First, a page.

stairs finished

The new steps are rock solid and Treddie is thrilled. The house is officially a carpet-free zone and every time she walks up the stairs she marvels at how nice they look and feel.

They are so much easier to keep clean than grunge-grabbing, allergy-triggering, dirt-trapping carpet. But that is just my opinion.

Still like your carpet?


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13 thoughts on “Carpet out; stair retreads in”

  1. Gary – Looks great. You mention that the retreads are usually 3/8″ thickness but the link you provide says the tread you used is 3/4″… along with the retro-treads I have seen at Lowes. The reason I ask is because I have been a bit concerned about what the thickness will do to the rise. All the retreads I have found are 3/4″.


    1. I can totally relate to that after losing hours of sleep trying to get the numbers to work out right on my project….

      NuStair Stair Caps lists a 3/8″ tread cap for the first tread (if you are not raising the floor) and last tread (if you are not raising the landing) to even out the change in rise and comply with building codes requiring risers to vary no more than 3/8″.

      Stairtek has some retreads that are 5/8″ thick.
      It looks like you can order them through Home Depot.

  2. I would like to receive future posts with no intention of ever building, fixing, or refurbishing anything. My sole purpose would be for comedic relief. Being a Jantz by birth, we seem to take great pleasure in reading about others mishaps and frustrations. I don’t apologize for this it’s simply who we are.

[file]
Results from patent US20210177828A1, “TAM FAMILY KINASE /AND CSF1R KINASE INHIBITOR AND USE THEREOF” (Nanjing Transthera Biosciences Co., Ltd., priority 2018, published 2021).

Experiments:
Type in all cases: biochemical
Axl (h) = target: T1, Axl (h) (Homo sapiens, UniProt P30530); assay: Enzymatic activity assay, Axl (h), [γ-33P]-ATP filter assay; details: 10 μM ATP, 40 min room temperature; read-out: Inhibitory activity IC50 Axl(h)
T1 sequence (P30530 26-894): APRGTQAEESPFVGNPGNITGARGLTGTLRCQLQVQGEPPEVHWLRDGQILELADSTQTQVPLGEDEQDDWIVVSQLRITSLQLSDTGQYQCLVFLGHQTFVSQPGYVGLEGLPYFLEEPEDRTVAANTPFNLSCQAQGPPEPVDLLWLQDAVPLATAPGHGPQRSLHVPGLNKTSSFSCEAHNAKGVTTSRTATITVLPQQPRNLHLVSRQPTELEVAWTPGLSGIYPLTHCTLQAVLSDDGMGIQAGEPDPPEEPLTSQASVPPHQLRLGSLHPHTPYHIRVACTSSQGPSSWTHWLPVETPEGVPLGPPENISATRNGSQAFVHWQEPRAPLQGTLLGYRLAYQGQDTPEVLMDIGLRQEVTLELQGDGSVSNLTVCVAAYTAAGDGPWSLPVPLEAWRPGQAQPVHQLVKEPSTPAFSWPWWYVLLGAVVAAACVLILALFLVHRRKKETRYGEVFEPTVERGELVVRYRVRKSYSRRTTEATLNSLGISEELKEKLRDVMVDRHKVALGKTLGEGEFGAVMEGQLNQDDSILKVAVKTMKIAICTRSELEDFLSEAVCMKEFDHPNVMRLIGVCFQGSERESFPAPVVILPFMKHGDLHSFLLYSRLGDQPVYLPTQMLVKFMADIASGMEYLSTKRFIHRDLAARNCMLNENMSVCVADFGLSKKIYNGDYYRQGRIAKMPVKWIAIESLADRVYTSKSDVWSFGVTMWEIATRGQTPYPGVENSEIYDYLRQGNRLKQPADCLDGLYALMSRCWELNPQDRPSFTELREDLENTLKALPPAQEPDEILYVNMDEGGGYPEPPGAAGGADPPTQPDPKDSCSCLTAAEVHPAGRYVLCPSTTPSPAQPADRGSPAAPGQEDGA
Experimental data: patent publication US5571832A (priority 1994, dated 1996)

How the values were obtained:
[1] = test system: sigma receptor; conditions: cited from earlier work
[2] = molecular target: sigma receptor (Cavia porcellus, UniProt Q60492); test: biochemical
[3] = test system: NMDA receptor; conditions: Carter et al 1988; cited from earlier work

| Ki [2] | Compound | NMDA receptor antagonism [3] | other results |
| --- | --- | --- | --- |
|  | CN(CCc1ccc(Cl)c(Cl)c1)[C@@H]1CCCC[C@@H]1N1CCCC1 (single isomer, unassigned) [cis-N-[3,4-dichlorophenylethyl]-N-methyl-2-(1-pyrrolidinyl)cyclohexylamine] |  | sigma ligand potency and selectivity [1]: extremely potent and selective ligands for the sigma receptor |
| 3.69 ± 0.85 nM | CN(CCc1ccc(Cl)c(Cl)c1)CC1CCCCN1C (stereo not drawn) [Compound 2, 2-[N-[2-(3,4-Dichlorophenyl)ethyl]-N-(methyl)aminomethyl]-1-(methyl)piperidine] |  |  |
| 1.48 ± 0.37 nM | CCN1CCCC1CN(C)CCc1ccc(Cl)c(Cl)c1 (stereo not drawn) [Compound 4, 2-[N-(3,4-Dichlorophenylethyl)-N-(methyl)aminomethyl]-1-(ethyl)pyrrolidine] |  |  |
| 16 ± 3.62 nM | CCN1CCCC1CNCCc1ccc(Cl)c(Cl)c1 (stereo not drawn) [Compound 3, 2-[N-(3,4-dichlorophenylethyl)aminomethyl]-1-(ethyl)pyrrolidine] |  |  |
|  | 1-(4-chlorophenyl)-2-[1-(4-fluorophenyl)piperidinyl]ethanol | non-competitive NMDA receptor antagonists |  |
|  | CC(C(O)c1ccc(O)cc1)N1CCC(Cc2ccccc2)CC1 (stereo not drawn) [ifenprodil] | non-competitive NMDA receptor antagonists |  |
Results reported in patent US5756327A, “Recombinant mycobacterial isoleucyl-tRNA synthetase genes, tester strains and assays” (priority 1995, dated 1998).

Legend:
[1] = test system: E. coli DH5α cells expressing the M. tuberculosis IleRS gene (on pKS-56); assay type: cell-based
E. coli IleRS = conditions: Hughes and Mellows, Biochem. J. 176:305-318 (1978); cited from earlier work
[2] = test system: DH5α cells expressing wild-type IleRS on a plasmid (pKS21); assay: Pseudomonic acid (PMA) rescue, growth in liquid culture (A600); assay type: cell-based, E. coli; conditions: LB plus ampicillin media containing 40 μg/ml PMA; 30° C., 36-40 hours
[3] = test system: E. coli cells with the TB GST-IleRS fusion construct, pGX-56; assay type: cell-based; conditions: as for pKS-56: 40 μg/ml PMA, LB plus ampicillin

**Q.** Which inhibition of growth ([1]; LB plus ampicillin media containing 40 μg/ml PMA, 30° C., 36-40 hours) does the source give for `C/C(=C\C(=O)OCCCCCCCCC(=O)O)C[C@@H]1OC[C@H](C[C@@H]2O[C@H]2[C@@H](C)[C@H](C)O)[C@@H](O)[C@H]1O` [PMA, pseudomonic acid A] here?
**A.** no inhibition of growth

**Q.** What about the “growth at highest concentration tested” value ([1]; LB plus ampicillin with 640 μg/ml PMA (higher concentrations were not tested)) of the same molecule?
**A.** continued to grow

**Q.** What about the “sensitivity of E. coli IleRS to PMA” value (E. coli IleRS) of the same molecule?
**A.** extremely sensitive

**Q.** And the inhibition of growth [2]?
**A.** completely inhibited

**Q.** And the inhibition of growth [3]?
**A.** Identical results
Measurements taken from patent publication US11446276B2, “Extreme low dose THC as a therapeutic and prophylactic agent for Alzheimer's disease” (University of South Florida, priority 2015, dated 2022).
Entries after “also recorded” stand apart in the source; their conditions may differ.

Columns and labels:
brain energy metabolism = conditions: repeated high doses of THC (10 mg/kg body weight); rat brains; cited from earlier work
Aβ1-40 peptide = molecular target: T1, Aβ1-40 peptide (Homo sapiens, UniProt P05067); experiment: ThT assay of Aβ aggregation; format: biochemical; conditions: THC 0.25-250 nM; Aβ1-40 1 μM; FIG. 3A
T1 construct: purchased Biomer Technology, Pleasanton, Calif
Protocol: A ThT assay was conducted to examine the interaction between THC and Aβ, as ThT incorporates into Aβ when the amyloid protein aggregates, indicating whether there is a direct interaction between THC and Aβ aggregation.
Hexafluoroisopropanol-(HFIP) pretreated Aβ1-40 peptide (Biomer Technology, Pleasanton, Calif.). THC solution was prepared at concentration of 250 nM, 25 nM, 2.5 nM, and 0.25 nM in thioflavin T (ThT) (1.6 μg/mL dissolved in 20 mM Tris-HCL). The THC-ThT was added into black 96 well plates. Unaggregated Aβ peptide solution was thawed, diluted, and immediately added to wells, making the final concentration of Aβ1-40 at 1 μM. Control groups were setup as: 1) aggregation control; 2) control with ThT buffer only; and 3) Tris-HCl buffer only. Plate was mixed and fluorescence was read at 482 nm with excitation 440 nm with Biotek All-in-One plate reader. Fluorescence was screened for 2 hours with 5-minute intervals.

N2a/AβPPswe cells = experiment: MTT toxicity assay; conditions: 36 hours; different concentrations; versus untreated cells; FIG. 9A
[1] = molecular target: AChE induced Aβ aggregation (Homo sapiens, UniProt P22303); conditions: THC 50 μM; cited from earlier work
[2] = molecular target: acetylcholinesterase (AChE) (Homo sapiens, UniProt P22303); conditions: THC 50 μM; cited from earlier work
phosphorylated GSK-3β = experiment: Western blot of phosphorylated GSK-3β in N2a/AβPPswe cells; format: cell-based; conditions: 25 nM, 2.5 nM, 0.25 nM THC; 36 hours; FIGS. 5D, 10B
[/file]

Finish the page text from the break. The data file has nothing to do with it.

1. That’s what this blog is all about. There are two ways you can avoid my mistakes. First, you can do it the right way because I learned the hard way. Or you can not do it at all and just sit back and laugh at a poor soul trying not to hammer his thumb (and not always succeeding). I suspect most of my readers (being wiser than I am) choose the latter approach.

      You should receive email notices from now on when I make a new post. Thanks for signing up!

    2. I didn’t realize until recently that people weren’t getting a notice when I replied to their comments. I added a plugin that should fix that problem. Please see my earlier reply to your comment.

  3. Hey Gary,

    George just did the same thing and found it quite a challenge. In fact, he wants to wait six months before tackling the downstairs steps. 🙁
    By 1/1/15, we will be CARPET-FREE!

    1. I didn’t realize until recently that people weren’t getting a notice when I replied to their comments. I added a plugin that should fix that problem. Please see my earlier reply to your comment.